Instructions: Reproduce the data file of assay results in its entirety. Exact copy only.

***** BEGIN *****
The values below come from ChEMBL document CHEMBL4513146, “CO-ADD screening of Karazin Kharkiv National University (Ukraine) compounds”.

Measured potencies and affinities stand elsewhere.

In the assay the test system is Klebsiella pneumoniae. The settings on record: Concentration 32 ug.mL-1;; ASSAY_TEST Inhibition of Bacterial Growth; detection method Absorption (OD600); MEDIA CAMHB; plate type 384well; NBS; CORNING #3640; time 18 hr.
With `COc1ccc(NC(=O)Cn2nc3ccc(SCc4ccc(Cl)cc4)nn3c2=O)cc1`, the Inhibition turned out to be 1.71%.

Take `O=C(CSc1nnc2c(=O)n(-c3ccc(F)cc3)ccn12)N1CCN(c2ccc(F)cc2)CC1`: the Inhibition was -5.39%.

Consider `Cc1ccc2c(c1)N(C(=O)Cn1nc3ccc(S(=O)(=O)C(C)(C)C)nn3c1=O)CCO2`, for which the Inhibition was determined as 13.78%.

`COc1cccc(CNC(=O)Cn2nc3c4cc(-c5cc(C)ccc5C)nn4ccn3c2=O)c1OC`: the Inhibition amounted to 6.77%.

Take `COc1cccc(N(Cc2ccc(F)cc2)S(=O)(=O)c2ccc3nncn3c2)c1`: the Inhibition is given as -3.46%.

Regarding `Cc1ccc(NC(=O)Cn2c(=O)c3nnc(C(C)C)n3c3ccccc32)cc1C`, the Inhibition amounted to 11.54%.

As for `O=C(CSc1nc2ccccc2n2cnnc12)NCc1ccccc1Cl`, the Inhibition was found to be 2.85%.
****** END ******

The values below come from ChEMBL document CHEMBL4513146, “CO-ADD screening of Karazin Kharkiv National University (Ukraine) compounds”.

Measured potencies and affinities stand elsewhere.

In the assay the test system is Klebsiella pneumoniae. The settings on record: Concentration 32 ug.mL-1;; ASSAY_TEST Inhibition of Bacterial Growth; detection method Absorption (OD600); MEDIA CAMHB; plate type 384well; NBS; CORNING #3640; time 18 hr.
With `COc1ccc(NC(=O)Cn2nc3ccc(SCc4ccc(Cl)cc4)nn3c2=O)cc1`, the Inhibition turned out to be 1.71%.

Take `O=C(CSc1nnc2c(=O)n(-c3ccc(F)cc3)ccn12)N1CCN(c2ccc(F)cc2)CC1`: the Inhibition was -5.39%.

Consider `Cc1ccc2c(c1)N(C(=O)Cn1nc3ccc(S(=O)(=O)C(C)(C)C)nn3c1=O)CCO2`, for which the Inhibition was determined as 13.78%.

`COc1cccc(CNC(=O)Cn2nc3c4cc(-c5cc(C)ccc5C)nn4ccn3c2=O)c1OC`: the Inhibition amounted to 6.77%.

Take `COc1cccc(N(Cc2ccc(F)cc2)S(=O)(=O)c2ccc3nncn3c2)c1`: the Inhibition is given as -3.46%.

Regarding `Cc1ccc(NC(=O)Cn2c(=O)c3nnc(C(C)C)n3c3ccccc32)cc1C`, the Inhibition amounted to 11.54%.

As for `O=C(CSc1nc2ccccc2n2cnnc12)NCc1ccccc1Cl`, the Inhibition was found to be 2.85%.